Quiet Loner (AKA Matt Hill) is a songwriter who has had rave reviews from Uncut, Maverick, Rock n Reel comparing his Americana influenced songs with Elvis Costello. Having seen Matt perform three times, his most powerful performance in my opinion was the ‘Battle for the Ballot‘. As songwriter in residency at the People’s History Museum in Manchester, Matt embarked on a journey to write an album about this subject and took his audience on a chronological journey in story and song about the events that made Britain’s struggle for the right to vote for all.
Johnny: How did this project first come to light and can you tell us more?
Matt: I love the museum and I’d done a couple of gigs there so I approached them with the idea of residency. I spent a year in and out – reading, researching and writing the songs that tell the story of the fight for the right to vote.
Johnny: The setting of the People’s History Museum lends itself well to such a show and of course, Manchester’s rich political history runs through the whole building. Was this the obvious choice to set up such a show?
Matt: It’s a national museum but it’s apt that it is in Manchester as many important parts of the story happened in Manchester but the battle for the ballot was fought right across Great Britain and Ireland.
Johnny: One thing that I’ve always felt about your songwriting is delicate wordplay which has been crafted I feel quite naturally over time. The process with Battle for the Ballot is a little more unorthodox than what is perceived as the normal creative process of editing over time. What was your approach to this?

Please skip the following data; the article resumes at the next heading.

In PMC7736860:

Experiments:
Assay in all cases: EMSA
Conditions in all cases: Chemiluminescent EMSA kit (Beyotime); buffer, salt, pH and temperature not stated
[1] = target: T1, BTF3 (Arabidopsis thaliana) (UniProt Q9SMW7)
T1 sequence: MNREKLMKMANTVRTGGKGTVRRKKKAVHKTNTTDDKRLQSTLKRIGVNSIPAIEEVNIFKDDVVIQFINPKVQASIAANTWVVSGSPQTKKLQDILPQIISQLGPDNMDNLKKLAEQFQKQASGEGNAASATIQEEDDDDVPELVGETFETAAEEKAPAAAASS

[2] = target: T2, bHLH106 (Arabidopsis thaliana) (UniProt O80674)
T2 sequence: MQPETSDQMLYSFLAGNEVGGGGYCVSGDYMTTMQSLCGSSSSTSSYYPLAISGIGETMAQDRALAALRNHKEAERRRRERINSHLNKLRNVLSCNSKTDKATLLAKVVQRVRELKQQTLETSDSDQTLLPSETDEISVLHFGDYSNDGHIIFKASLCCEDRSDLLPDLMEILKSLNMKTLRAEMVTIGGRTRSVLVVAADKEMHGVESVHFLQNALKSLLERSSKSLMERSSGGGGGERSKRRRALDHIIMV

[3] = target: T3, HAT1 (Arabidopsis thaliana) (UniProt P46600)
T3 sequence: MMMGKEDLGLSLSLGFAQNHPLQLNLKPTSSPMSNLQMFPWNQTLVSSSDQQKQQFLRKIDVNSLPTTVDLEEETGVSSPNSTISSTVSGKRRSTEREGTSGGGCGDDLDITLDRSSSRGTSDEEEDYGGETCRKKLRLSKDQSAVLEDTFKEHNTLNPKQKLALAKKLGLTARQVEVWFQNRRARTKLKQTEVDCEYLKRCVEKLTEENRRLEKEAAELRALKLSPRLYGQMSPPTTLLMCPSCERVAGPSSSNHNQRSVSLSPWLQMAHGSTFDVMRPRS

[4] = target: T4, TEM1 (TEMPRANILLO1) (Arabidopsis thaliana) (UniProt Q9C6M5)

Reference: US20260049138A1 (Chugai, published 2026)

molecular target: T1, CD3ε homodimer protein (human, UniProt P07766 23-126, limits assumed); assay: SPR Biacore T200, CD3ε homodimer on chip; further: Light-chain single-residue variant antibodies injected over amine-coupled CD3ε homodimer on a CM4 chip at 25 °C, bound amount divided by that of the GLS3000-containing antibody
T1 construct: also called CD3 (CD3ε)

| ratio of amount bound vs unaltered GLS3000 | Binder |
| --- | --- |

Matt: Yeah it was different to other things I’ve written. My method was to do the research. I read a lot about the subjects and tried to draw from contemporary accounts where possible. Then I used some creative techniques for coming up with hooks and lyrics ideas. Then there was a lot of editing. Most songs started out with about 20 verses and were gradually whittled down to 3-4 minute songs.
Johnny: Women were only allowed to vote in the UK 99 years ago, which I know you write about such events…therefore it can seem the right for the ‘Battle for the Ballot’ may be over, but new battles are always fought on people’s rights for equality…the ‘Battle for the Ballot’ is not over yet in the UK…is it?
Matt: Absolutely not. I think voting is important but our democracy is about much more than that. I think the vote could be made a lot fairer. If you’re young and poor you’re unlikely to vote so although there is no legal bar to your involvement like there was a 100 years ago, there are barriers. We need to work to get more people enfranchised. I support the campaign for proportional representation because I think the present system is just not delivering a Parliament that represents the public’s views.
Johnny: What can people expect from your show at the Red and Green Club?
Matt: I hope it’ll be fun and enjoyable. I describe it as a entry level history lecture with songs. I know that on paper a gig about the fight for Universal Suffrage might not sound like a top night out! But I try and make the story accessible and I think the songs stand up. It’s a bit unusual too, so I hope folks will come along and see what it’s all about.
Matt will be performing the Red and Green Club in Milnsbridge, Huddersfield on 15th December. Support will come from myself, Johnny Campbell. 7pm doors, 8pm start with aiming to finish 10:15-10.30pm. The show is unplugged in an intimate setting of the country’s oldest Socialist Club with real ale and more.
This is a Pay What You Feel event between £5-10 to support creative and inspiring projects at the Red and Green Club.